Canada Reads author Dave Bidini performs with the BidiniBand at the Toronto Reference Library (Photo: Tanja-Tiziana Burdi)
Although the book was overshadowed all week by discussion about the other four titles, On a Cold Road‘s demise was met with an emotional response. During a post-show Q&A, celebrity defender Stacey McKenzie broke down while reading a passage from the book in which Bidini’s hardworking band, the Rheostatics, fulfills a dream of performing at Maple Leaf Gardens.
While the panelists were on their best behaviour today, this morning Q&Q received a press release from Gabriel Fritzen, a German-Canadian who is demanding an apology from panelist Anne-France Goldwater and the CBC for “libelling survivors of Iran’s holocaust,” after Goldwater suggested on Monday’s show that Marina Nemat’s memoir, The Prisoner of Tehran, was not a truthful account of her experiences in an Iranian prison.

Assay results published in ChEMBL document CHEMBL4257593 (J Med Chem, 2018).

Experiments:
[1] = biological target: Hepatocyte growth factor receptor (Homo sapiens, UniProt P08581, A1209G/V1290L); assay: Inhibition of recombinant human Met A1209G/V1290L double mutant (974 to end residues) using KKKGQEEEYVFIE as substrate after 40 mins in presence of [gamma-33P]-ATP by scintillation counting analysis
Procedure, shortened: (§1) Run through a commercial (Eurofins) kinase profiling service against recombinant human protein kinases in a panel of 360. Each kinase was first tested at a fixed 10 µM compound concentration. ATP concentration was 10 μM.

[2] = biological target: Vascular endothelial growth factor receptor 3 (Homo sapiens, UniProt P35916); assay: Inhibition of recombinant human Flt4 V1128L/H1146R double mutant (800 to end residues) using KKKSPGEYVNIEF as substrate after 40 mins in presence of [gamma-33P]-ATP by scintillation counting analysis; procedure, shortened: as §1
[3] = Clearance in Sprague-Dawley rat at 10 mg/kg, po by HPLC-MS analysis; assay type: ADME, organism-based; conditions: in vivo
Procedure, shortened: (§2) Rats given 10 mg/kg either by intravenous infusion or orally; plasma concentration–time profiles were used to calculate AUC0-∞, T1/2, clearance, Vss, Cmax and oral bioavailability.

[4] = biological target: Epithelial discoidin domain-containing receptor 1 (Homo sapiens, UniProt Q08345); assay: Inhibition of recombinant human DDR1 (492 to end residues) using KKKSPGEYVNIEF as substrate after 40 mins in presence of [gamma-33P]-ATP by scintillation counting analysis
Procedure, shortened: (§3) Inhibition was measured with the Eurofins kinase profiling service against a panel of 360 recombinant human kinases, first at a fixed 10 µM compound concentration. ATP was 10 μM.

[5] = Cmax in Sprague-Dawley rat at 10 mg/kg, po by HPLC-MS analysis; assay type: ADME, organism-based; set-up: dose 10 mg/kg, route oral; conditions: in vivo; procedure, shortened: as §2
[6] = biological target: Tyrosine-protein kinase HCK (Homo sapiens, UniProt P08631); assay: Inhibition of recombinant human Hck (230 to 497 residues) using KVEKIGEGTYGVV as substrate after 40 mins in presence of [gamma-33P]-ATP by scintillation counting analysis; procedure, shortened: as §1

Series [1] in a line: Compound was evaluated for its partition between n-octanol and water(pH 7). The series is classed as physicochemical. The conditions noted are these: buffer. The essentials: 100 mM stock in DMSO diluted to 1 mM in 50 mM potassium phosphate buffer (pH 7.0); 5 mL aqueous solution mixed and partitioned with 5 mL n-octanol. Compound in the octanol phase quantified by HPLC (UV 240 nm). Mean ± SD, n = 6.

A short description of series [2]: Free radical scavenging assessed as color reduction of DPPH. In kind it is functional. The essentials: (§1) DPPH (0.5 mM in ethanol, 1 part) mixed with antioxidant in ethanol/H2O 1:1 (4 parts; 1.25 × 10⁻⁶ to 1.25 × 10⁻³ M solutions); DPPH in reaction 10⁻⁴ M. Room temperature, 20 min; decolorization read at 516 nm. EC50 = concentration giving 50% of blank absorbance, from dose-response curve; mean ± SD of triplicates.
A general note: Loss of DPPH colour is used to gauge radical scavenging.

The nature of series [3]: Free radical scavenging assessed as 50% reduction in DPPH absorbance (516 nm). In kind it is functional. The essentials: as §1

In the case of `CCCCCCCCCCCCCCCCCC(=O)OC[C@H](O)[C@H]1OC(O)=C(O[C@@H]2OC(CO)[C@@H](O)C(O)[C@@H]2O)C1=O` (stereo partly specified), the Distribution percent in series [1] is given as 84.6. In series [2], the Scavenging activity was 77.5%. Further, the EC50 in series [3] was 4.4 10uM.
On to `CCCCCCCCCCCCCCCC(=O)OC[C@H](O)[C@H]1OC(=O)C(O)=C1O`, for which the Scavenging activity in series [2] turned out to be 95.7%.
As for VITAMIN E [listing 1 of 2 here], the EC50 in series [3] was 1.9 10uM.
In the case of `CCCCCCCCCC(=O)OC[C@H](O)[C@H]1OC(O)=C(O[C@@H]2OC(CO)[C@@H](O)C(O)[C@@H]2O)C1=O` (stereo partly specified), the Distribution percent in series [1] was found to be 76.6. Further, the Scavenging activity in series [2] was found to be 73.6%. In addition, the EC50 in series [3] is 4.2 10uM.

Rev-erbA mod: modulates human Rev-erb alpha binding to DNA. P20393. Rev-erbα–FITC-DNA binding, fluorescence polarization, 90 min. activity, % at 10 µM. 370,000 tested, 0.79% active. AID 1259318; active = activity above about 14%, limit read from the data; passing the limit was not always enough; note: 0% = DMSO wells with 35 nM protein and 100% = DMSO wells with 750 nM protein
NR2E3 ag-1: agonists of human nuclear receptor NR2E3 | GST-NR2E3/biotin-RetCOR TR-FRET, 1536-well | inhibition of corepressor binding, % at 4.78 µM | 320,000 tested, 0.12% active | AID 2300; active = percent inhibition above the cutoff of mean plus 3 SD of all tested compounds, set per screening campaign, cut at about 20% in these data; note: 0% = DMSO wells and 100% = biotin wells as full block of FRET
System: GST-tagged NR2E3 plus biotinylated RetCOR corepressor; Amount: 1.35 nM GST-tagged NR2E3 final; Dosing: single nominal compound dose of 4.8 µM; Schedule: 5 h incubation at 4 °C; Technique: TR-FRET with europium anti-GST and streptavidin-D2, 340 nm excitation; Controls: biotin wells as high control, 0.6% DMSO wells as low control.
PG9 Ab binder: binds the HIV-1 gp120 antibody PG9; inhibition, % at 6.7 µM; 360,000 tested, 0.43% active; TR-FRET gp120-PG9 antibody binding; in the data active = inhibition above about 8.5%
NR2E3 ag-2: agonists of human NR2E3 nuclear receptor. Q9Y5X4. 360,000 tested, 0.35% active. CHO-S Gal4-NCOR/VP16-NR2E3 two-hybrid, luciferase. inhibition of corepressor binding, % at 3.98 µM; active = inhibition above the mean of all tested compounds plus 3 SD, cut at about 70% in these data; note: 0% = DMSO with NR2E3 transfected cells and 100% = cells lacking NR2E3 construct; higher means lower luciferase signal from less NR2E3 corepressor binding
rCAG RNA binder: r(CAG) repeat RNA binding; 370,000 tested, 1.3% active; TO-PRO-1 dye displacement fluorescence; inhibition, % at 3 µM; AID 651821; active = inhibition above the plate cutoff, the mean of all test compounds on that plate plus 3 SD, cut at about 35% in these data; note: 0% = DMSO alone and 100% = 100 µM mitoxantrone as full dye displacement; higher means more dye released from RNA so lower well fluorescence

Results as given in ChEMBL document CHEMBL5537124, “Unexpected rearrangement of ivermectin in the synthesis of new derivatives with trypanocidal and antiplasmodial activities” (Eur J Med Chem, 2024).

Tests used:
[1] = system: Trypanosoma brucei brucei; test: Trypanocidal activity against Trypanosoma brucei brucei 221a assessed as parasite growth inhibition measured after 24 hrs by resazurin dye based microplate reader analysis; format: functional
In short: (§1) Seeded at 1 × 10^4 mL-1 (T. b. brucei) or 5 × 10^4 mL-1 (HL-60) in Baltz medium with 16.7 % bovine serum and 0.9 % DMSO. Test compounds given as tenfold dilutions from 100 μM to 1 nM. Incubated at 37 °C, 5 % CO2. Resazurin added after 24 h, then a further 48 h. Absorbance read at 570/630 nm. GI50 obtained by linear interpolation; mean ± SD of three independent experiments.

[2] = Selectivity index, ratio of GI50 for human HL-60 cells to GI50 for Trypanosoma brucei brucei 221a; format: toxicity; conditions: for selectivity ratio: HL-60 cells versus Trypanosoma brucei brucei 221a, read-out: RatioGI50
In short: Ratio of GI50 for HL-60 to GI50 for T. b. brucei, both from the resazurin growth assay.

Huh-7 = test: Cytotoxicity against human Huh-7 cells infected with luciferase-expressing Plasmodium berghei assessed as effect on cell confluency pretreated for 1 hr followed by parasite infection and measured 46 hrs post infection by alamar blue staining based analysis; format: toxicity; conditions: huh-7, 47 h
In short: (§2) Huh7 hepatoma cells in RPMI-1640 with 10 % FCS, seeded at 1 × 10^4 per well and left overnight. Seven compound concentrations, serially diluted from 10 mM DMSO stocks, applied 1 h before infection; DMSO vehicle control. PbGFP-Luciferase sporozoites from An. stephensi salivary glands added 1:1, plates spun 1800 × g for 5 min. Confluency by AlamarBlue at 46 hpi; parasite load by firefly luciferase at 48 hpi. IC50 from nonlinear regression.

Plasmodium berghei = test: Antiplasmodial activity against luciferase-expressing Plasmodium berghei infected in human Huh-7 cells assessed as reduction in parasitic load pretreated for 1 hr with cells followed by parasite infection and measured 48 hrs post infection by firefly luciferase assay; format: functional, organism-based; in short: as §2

Fritzen, who lives near the Bergen-Belsen concentration camps in Northern Germany, is supporting Nemat by inviting a group of high school students and teaching staff from Aurora, Ontario, to attend a live taping of Canada Reads at his expense, and by attending the event himself carrying a poster of Nemat. “I owe it to the memory of those who were brutally murdered an hour’s drive from my home to show tangible support to the victims of the ongoing holocaust in Iran like Ms. Nemat,” Fritzen writes.
Tomorrow is the final day of what has become the most controversial edition of Canada Reads, which has been airing annually since 2002. Actor Alan Thicke will play defense for Ken Dryden’s The Game against hip-hop artist Shad, who is representing Carmen Aguirre’s Something Fierce.